• Peanut allergy: risk factors, immune mechanisms, and best practices for oral immunotherapy success. Expert review of clinical immunology Tirumalasetty, J., Barshow, S., Kost, L., Morales, L., Sharma, R., Lazarte, C., Nadeau, K. C. 2023: 1-11


    Peanut oral immunotherapy (pOIT) is the only FDA-approved treatment for food allergy and its adoption amongst allergist immunologists and their patients is growing. pOIT is the subject of numerous clinical trials, however, the focus is often on treatment efficacy, safety, and tolerability, rather than identifying patients most likely to benefit from pOIT. Here, we review existing data on the clinical and immunological outcomes of pOIT that inform best practices for pOIT candidate selection.In this review, we describe the natural history of peanut allergy, summarize immunological and clinical outcomes of pOIT at different ages, discuss the optimization of pOIT in key age groups, and finally suggest an ideal age range at which to initiate pOIT for best outcomes.pOIT is currently underutilized by patients and allergist-immunologists. Developing guidelines for selecting appropriate patients and optimizing treatment may help to increase access to pOIT. Many aspects of pOIT need additional study to further our understanding of the optimal timing to start pOIT, with careful consideration to clinical, immunological, and quality of life outcomes.

    View details for DOI 10.1080/1744666X.2023.2209318

    View details for PubMedID 37129440

  • The role of biologics in pediatric food allergy and eosinophilic gastrointestinal disorders. The Journal of allergy and clinical immunology Sindher, S. B., Barshow, S., Tirumalasetty, J., Arasi, S., Atkins, D., Bauer, M., Bégin, P., Collins, M. H., Deschildre, A., Doyle, A. D., Fiocchi, A., Furuta, G. T., Garcia-Lloret, M., Mennini, M., Rothenberg, M. E., Spergel, J. M., Wang, J., Wood, R. A., Wright, B. L., Zuberbier, T., Chin, A. R., Long, A., Nadeau, K. C., Chinthrajah, R. S. 2023; 151 (3): 595-606


    Continuing insight into the molecular mechanisms of atopic disorders has enabled the development of biologics to precisely target these diseases. Food allergy (FA) and eosinophilic gastrointestinal disorders (EGIDs) are driven by similar inflammatory molecular mechanisms and exist along the same atopic disease spectrum. Therefore, many of the same biologics are being investigated to target key drivers of mechanisms shared across the disease states. The enormous potential of biologics for the treatment of FA and EGIDs is highlighted by the significant increases in the number of ongoing clinical trials (more than 30) evaluating their use in these disease states, as well as by the recent US Food and Drug Administration approval of dupilumab for the treatment of eosinophilic esophagitis. Here we discuss past and current research into the use of biologics in FA and EGIDs and their potential role in improving treatment options in the future, with the need to have biologics widely clinically available.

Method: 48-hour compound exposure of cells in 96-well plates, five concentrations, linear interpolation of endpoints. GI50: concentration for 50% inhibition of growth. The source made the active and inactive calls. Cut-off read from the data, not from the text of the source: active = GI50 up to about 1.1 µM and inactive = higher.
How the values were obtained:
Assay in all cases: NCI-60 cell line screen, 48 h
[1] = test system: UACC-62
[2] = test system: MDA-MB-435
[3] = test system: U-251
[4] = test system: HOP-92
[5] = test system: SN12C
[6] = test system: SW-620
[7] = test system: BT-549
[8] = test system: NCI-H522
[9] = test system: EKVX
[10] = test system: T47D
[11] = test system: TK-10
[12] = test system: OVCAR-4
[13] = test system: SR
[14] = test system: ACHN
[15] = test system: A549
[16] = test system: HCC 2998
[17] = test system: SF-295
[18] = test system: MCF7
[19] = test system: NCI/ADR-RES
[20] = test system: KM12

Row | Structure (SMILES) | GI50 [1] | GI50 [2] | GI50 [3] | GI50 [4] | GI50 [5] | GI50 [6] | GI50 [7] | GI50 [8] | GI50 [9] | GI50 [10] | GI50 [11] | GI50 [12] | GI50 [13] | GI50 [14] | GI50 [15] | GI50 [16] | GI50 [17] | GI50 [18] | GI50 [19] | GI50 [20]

View details for DOI 10.1016/j.jaci.2023.01.007

    View details for PubMedID 36872039

  • Asthma, surgery, and general anesthesia: a review. The Journal of asthma : official journal of the Association for the Care of Asthma Tirumalasetty, J., Grammer, L. C. 2006; 43 (4): 251-4


    Over 20 million Americans are affected with asthma. Many will require some type of surgical procedure during which their asthma management should be optimized. Preoperative assessment of asthma should include a specialized history and physical as well as pulmonary function testing. In many asthmatic patients, treatment with systemic corticosteroids and bronchodilators is indicated to prevent the inflammation and bronchoconstriction associated with endotracheal intubation. The use of corticosteroids has not been shown to adversely affect wound healing or increase the rate of infections postoperatively. Preoperative systemic corticosteroids may be used safely in the majority of patients to decrease asthma-related morbidity.

    View details for DOI 10.1080/02770900600643162

    View details for PubMedID 16809236

  • Monitoring Clinical Response to Immunomodulatory Treatments Reference Module in Food Science J, T., R, M., , R, R., L, K., K, F., J, R., I, B., AR, C., RS, C., S, S. 2023

    View details for DOI 10.3389/fonc.2013.00109

  • Beware Of The Glilded Lung Nodule Belvitch, P., Tirumalasetty, J. AMER THORACIC SOC. 2014
  • The TLR7 ligand loxoribine induces pentraxin 3 expression in peripheral blood mononuclear calls Tirumalasetty, J. I., Shin, S. C., Miranowski, A. C., Truong-Tran, Q. A., Grammer, L. C., Greenberger, P. A., Schleimer, R. P. MOSBY, INC. 2006: S13
  • Enhanced expression of innate immune genes in chronic rhinosinusitis Truong-Tran, A. Q., Kern, R., Conley, D., Retsema, S., Grammer, L., Suh, L., Tirumalasetty, J., Tancowny, B., Tripathi, A., Schleimer, R. MOSBY, INC. 2006: S183